Record graduate intake boosts PwC staff numbers by 11%
More than 100 graduates have started their career at PwC after an innovative approach to virtual recruitment enabled the firm to grow across its three Scottish offices.
The record autumn intake of 108 student joiners had to rely on digital induction after taking delivery of company laptops to their homes as ongoing COVID-19 restrictions have prevented them meeting their new employers face to face. In 2019 there were 93 student joiners.
In total, 51 students have joined the firm’s Edinburgh office, with 43 in Glasgow and 14 in Aberdeen. The majority (79) of the new starters are joining PwC’s Audit practice, with others working across Tax, Deals, Consulting and the growing Technology, Data & Analytics practice.
The new joiners represent an 11.5% increase in headcount, taking the number of partners and staff at the firm in Scotland to 1,045.
Across the UK, PwC is welcoming more than 1,300 new student hires during September and October. Since lockdown was announced at the end of March, the firm has already welcomed 243 students to start their careers at PwC – all completely virtually. In addition, more than 500 experienced recruits have joined during this period.
The majority of this year’s graduate recruits in Scotland (50.4%) are female while 22% of the recruits come from an ethnic minority. More than half of the hires (55%) attended a non-selective state school, with 5% of the intake eligible for free school meals – reinforcing the firm’s ongoing commitment to social mobility.
PwC is a proud partner of the Social Mobility Pledge and in 2019 was ranked as the top UK employer in the Social Mobility Employer Index 2019. The Index, created by the Social Mobility Foundation, ranks the UK’s employers on the actions they’re taking to ensure they are accessing and progressing talent from all class backgrounds.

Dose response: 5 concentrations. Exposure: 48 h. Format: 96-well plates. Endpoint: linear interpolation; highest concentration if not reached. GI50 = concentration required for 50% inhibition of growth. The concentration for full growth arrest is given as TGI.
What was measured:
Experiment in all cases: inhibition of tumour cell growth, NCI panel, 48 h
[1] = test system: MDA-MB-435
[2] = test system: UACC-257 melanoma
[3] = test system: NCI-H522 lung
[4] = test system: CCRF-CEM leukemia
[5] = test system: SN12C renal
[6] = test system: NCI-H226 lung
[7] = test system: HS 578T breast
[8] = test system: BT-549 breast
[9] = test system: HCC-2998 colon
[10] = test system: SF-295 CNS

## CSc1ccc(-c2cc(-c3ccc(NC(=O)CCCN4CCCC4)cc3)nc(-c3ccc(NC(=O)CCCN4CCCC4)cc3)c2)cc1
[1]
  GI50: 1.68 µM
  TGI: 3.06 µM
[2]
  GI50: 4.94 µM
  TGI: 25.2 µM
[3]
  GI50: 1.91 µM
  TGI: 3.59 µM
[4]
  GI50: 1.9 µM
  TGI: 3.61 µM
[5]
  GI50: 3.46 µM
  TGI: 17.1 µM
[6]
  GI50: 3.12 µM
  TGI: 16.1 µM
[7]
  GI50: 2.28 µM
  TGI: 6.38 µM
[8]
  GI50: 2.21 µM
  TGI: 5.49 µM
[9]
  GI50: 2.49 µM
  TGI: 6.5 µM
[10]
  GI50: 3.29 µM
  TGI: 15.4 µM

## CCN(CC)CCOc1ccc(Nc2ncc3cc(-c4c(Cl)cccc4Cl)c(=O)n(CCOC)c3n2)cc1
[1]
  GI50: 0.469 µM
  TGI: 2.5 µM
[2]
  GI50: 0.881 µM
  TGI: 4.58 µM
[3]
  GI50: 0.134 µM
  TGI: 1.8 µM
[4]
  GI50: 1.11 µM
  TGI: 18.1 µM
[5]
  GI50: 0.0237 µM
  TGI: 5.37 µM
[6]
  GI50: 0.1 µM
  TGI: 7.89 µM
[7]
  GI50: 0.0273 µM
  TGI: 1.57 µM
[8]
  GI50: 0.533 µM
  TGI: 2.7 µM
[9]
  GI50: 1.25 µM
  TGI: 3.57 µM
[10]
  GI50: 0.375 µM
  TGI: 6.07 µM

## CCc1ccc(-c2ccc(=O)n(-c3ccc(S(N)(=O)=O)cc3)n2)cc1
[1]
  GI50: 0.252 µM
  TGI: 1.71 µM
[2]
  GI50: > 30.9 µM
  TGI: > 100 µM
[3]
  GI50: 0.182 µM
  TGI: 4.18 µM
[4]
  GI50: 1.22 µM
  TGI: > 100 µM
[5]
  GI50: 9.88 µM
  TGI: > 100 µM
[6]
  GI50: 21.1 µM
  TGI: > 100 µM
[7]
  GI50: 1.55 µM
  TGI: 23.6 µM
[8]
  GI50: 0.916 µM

Fully utilising the firm’s cutting-edge technology, all recruits went through a digital induction process and have started their PwC careers at home.
The pandemic has radically altered the usual induction process, which sees PwC run events where senior leaders of the business welcome the new joiners, before training commences and “right to work” eligibility checks are conducted face to face. The new joiners are then welcomed at their new offices to meet their new teams, begin their training and study for professional qualifications.
This year the firm had to quickly put in place procedures which kept the recruits safe, but also ensured that their introduction to the firm was rewarding and engaging. With the backing of the Home Office, PwC has carried out Right to Work checks virtually, while also developing a digital induction package, allowing the business to train new students remotely. The recruitment team also couriered laptops to each new joiner and scheduled IT lessons.
Claire Reid, Regional Market Leader for PwC in Scotland, commented:
“Like all businesses we have had to quickly adapt to a new way of working, and that has extended to welcoming our graduate intake for 2020 – while I’m used to meeting graduates in a packed room, it was quite the experience to address more than 100 people on a video call.
“I hope to meet them in person soon, but the priority for now is making sure we have a safe, welcoming and collaborative environment that will give them the best start to their working lives as they learn new skills in this new world.”
“The business has shown great resilience since the onset of COVID-19 and that is reflected by the fact we are able to welcome more than 100 graduates through our virtual doors. I am really proud of the diversity across our graduate population – more than half of whom are female and an increased number coming from ethnic minorities.
“It is vitally important that businesses draw from all areas of society to enable PwC to have a greater impact in its work. We want to ensure that someone’s future is determined by their talent and determination, not by their background.”